Kidney transplant patients with prostate cancer should not be excluded because it does not negatively impact on overall survival.
Kidney transplant patients with prostate cancer still achieve the same benefits in terms of overall survival as those without the cancer, according to the results of a retrospective analysis by researchers from the Division of Nephrology, University Hospitals, Ohio, US. End stage kidney disease (ESKD) which requires maintenance with dialysis or a kidney transplant for survival is associated with an increased risk of death. For example, one retrospective analysis of 242 patients with ESKD, observed an annual mortality rate of 7.4%. Nevertheless, other data has found that the mortality risk from ESKD has actually decreased over the last 15 years although some work indicates how ESKD have higher levels of prostate cancer.
Kidney transplant patients have an improved quality of life compared to those continuing with dialysis but there is uncertainty over whether or not the presence of prostate cancer impacts on mortality risk in those either with ESKD or after transplantation. These were the questions to which the Ohio researchers sought answers in the present study. They turned to the US renal data system and included men aged 40 to 79 years of age with ESKD and took the main exposure to be incident prostate cancer which developed after the initiation of dialysis but before a kidney transplant. Since the clinical characteristics of patients with ESKD and prostate cancer might differ to those without prostate cancer, the researchers used propensity matching with a control group of ESKD patients but without prostate cancer and set the outcomes of interest as the time to kidney transplant and death.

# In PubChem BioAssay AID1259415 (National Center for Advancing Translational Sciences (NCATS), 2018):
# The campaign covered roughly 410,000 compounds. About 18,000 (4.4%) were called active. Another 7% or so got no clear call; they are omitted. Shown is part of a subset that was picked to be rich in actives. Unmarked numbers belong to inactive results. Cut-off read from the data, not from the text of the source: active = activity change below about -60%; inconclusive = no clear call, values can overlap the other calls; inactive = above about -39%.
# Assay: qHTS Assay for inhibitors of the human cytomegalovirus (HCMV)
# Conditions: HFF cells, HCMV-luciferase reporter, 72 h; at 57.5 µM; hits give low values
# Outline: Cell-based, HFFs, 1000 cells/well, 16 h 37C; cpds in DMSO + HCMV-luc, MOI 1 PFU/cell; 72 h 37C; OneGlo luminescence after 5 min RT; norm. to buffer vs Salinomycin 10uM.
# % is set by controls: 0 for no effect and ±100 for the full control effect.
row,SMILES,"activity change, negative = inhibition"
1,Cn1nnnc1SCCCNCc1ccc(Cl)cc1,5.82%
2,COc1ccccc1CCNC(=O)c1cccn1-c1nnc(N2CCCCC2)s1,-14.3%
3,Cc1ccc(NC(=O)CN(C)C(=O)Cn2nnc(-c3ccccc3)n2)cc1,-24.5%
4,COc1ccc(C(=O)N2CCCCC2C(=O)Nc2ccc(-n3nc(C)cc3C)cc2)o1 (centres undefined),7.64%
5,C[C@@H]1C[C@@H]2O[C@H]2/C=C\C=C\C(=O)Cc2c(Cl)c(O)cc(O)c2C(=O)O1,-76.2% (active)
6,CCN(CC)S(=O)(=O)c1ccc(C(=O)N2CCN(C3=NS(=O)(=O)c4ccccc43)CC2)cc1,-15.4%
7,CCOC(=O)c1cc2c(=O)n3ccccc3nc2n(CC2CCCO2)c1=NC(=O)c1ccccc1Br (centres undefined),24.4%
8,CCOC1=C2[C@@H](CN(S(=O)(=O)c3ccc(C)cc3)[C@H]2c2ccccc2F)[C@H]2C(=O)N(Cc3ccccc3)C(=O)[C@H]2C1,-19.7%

There were 15,554 patients with ESKD and prostate cancer who were matched with controls, the majority of whom (47%) were aged 70 to 79 years with 42% aged 55 to 69 years. Within the matched cohort, 77.6% of patients with prostate cancer died compared to 77.1% of control patients during a mean follow-up of 3.1 years for those with prostate cancer and 3.5 years for controls. The presence of prostate cancer was associated with a 22% lower likelihood of having a kidney transplant (Hazard ratio, HR = 0.78, 95% CI 0.72 – 0.85) and an 11% higher mortality risk (HR = 1.11, 95% CI 1.08 – 1.14) compared to controls.
However when considering kidney transplant patients and using patients without a prostate cancer and no transplant as the reference point, the hazard ratios for the time to death were 0.20 (95% CI 0.18 – 0.21) for transplant patients with prostate cancer and also 0.20 for transplant patients without prostate cancer.
The authors concluded that the presence of prostate cancer in those with ESDK was associated with only a modest increased risk of death but that once these patients had a kidney transplant, the survival benefits were identical to those without cancer. The suggested the these findings indicate that in kidney transplant patients, the presence of prostate cancer should be a barrier to provision of a new kidney.